In My Life

I am a fan of music. Don’t care what the genre is; all I care about is listening to and collecting enjoyable music. In my music collection that includes MP3’s, CD’s, LP’s, 45’s, 8-Tracks, etc. that collection spans folk, rock, bluegrass, country, comedy, classical and jazz. So when a new artist like Adele comers along, I am fully prepared to listen and hopefully enjoy the music being presented. After all, hearing her sing the theme to “Skyfall” piqued my interest.

The music business, much like any other business is always attempting to attract more buyers. The so-called experts study trends, get paid a lot of money to predict success while at the same time advising their clients of possible failure in determining new areas to sell the company’s products. The easiest way for a music business company can take advantage of new trends in the business is trying to duplicate the achievement of others in their industry. Many a new, up and coming artist has been told by an array of managers and record company executives, “If you can sound like (fill in the blank), we can sign you up to our label.” It’s all about copying someone else’s’ success.

If Ford Motors for example, develops a brilliant new way to increase gas mileage on their SUV’s, you can be sure that all the other carmakers will not only endeavor to create the same mileage benefit for their prospective customers, but will develop an even better application. Imitation is indeed, the most sincere way to flatter a competitor.

In a business that has seen a marked decline in sales over the last five years; the incredible success of Adele’s new album “25” has turned the industry on its collective ears. How can it be? She’s not the prototypical ultra skinny female with inordinately large body parts that have been added to her frame through the marvels of modern science. Her music is “real” in that it is not electronically programmed by a deft music producer so as to make the performer sound better than they actually are. She sings about emotions that can be understood and even thought about as opposed to the usual dribble being produced by record companies who want their offerings to be aimed the immature emotions of a fourteen year old. She’s not a devotee of social media. It’s really a matter of substance versus glitz. And guess what, substance is winning. And by the way, Adele could easily look like the lady who lives next door to you. In actuality, Adele probably looks like some of the people living in your neighborhood.

I lived through the 60’s British invasion. My life was appreciably changed when I listened to and went to see the Beatles in concert. Their songs were different from the “moon, swoon, June, love, heartbreak” pabulum lyrics forced down our collective throats by the 50’s recording acts and their labels. The Beatles lyrics opened the door to give us substantive lyrics that we could think about wrapped around some pretty good music. Social issues, perceived government inadequacies, timely political topics all became part of our everyday lives as examined though our music.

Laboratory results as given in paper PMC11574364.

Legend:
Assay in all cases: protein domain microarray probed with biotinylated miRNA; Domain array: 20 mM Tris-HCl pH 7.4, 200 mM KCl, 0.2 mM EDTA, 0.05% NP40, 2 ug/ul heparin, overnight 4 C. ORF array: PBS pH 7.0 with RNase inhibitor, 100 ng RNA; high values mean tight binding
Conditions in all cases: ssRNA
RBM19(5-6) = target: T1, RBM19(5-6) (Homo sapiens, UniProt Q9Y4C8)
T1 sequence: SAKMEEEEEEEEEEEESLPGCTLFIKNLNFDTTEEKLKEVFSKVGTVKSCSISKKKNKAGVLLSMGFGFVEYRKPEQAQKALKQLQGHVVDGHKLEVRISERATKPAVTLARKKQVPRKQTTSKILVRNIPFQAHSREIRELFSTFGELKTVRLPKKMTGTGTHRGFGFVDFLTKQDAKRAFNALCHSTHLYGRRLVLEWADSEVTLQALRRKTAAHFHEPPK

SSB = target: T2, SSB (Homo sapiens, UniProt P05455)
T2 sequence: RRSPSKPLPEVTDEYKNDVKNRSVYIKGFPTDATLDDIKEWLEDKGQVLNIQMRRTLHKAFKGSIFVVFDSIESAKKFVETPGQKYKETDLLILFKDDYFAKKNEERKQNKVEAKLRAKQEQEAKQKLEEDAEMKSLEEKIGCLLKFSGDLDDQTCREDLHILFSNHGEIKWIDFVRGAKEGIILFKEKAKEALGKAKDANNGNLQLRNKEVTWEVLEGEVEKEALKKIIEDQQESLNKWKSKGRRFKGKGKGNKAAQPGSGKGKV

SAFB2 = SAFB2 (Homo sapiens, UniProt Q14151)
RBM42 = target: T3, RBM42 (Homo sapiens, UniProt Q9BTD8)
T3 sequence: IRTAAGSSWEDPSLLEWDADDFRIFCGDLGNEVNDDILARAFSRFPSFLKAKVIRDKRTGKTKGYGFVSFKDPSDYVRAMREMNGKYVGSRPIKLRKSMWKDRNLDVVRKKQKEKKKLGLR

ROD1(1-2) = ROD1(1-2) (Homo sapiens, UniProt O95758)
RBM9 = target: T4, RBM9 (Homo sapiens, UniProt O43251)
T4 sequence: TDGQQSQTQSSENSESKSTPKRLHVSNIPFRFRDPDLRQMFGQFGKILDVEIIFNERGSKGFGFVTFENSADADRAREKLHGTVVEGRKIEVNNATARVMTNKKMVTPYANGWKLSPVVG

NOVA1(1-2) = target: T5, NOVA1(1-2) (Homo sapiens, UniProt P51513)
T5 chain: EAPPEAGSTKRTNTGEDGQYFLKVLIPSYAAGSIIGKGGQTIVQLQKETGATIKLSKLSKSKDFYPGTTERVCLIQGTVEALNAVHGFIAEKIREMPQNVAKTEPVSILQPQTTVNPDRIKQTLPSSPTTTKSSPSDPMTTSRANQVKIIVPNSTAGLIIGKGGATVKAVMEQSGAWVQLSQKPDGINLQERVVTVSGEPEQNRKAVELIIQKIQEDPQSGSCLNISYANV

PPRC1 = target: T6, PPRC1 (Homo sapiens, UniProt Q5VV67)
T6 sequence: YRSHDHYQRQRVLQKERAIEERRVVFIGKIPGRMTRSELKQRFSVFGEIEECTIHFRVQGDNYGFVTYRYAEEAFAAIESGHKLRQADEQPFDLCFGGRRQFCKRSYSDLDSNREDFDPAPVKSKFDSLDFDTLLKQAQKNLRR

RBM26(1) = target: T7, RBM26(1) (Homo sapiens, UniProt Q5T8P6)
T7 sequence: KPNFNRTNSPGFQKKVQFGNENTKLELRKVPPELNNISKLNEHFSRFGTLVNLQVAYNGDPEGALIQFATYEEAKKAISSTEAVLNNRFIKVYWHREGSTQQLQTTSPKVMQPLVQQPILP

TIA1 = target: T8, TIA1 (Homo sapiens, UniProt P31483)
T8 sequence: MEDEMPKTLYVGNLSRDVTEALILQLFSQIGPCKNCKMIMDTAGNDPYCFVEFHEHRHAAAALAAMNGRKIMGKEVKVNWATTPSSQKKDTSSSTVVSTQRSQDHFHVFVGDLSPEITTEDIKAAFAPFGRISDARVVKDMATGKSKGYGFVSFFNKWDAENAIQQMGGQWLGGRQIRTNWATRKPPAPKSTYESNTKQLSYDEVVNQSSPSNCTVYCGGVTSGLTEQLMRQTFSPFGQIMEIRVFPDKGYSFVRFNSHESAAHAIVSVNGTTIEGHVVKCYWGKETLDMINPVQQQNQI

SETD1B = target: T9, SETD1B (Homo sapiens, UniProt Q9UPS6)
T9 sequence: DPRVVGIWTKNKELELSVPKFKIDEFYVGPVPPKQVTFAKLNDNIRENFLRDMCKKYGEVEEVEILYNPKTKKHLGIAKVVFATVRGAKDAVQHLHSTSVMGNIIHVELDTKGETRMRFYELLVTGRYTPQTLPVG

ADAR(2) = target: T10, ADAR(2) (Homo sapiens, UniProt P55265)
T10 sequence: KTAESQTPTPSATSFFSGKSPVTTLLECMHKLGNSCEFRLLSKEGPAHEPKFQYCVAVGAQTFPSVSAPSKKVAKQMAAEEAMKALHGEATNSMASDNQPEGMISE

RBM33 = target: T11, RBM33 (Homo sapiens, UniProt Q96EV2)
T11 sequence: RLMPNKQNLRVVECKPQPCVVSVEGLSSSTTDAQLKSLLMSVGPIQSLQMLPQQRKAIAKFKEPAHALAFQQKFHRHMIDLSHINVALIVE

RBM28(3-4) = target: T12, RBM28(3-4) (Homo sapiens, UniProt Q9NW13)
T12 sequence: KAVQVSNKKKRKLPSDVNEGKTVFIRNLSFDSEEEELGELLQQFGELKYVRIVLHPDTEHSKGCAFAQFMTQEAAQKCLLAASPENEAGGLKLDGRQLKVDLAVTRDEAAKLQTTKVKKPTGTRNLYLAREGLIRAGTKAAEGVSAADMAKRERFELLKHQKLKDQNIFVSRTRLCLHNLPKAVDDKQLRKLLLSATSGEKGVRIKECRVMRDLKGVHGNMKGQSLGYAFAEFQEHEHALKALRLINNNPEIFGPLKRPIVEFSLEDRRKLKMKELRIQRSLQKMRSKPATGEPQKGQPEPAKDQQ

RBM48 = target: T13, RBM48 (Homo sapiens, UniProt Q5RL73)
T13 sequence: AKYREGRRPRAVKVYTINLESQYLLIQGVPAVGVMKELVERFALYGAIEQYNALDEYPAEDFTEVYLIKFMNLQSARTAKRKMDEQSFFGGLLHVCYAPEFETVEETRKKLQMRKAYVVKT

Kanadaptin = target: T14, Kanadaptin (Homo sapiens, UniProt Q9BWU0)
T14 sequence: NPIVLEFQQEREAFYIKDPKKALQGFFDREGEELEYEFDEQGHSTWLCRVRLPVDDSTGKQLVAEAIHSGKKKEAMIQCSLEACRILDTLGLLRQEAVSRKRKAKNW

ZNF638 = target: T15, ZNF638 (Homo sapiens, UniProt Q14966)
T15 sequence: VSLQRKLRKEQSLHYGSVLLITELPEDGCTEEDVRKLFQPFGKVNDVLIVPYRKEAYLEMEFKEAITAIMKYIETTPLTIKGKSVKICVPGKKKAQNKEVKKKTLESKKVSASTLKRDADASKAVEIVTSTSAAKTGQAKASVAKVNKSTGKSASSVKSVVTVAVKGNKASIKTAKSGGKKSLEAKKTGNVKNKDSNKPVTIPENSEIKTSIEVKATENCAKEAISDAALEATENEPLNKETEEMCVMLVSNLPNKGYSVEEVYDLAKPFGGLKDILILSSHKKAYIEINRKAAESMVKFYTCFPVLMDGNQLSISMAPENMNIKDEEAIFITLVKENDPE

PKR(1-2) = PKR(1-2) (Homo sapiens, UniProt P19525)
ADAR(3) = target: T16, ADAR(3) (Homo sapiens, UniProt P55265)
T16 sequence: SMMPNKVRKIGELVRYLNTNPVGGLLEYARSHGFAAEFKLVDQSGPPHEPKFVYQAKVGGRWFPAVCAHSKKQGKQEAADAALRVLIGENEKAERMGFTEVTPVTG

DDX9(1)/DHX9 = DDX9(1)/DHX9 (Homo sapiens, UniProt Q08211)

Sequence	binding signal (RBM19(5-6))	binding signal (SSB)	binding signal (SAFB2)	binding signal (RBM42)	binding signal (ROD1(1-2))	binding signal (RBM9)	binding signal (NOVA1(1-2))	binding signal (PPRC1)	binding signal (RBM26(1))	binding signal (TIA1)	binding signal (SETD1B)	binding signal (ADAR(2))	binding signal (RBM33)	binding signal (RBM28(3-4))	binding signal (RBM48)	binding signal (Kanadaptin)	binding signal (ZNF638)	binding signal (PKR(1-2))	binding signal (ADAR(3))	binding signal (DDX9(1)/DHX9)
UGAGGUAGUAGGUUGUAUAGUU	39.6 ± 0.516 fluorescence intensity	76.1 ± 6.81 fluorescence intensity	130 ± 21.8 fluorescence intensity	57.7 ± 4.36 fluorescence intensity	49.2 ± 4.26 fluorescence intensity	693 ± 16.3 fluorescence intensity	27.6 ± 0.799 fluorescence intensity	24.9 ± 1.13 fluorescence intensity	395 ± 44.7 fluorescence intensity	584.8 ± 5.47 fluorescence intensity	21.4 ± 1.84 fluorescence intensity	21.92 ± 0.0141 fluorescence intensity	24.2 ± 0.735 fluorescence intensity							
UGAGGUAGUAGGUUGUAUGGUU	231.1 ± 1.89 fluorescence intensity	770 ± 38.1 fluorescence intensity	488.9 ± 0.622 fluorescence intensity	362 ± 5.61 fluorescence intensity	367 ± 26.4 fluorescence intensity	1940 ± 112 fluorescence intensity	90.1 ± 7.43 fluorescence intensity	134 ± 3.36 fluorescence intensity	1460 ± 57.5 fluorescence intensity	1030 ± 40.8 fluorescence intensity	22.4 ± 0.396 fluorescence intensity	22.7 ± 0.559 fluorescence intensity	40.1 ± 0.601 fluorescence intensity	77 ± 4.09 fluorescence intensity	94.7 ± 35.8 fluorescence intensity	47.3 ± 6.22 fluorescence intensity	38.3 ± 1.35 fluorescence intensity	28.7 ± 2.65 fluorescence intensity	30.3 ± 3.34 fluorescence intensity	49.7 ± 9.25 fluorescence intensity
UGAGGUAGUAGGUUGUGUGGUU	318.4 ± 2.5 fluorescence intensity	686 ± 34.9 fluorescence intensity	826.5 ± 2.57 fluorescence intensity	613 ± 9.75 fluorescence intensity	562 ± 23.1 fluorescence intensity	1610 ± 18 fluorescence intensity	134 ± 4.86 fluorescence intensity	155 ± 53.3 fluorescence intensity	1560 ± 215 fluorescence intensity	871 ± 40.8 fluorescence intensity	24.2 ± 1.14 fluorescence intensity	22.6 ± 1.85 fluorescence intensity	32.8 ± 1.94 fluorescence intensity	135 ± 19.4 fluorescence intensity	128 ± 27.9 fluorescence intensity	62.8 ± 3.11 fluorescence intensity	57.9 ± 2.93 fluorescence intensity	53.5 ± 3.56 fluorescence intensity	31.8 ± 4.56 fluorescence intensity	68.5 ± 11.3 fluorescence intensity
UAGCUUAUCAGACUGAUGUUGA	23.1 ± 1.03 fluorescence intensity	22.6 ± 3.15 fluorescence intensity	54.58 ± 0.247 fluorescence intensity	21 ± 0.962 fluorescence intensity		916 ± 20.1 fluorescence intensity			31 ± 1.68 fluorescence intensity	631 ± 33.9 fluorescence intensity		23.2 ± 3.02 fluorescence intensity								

The Beatles, Doors, Rolling Stones, CSNY, etc expanded our thought processes by defining social issues through their music. A baby boomer generation grew up with those songs. I remember full well for example, where I was when the Kent State tragedy took place and remember full well when I first heard “Ohio” written by Neil Young and recorded by CSNY. The demographic for the music business at that time was to target males and females of the baby boomer generation with music pointing to social issues framed against a psychedelic stage. Clearly, it worked as sales of music grew year after year.

So, here we are many years later and how do the music business experts explain the unprecedented success of Adele? Who, in fact listens to Adele? According to a Nielsen study, 62% of Adele’s listeners are women. Of that group, the ages of women most likely to listen and buy Adele’s music are between the ages of 25 – 44 and have at least one child. Given that demographic, one could reasonably conclude that the buyers of Adele’s music are people that appreciate the emotions experienced by another woman. Those who have raised children, juggling family and work will truly understand the relatable experiences as defined in Adele’s music. Women really like her! The sales of her albums are testament to that.

It’s seems to me that what is described as “Reality TV” should be re-titled as “Unrealistic TV.” I cannot possibly relate to the Beverly Hills Housewives, Atlanta Housewives, and Basketball Wives or that infamous family with “K” as the last initial of their sorrowful name. Adele, on the other hand is real, relatable and genuine. And maybe her success shows us that the music buying public really does prefer the substantial as opposed to the superficial.

For me, the lesson learned here is that there is no easy road to success. Copying others successes may provide a roadmap, but the bottom line is that achievement comes with presenting and following through with your own unique talent. I’m sure we will be seeing a host of new singers appear that will be “Adele look-alikes and sound-alike’s.” Considering that Adele’s last album, “21” sold 11 million copies and the current one, “25” looks like it will surpass those numbers, imitation will most undoubtedly not be far behind.

The Beatles were a phenomenon and in much the same way, Adele is a phenomenon. Both acts have yet to be duplicated and probably never will.

Peace and Happy Holidays to all.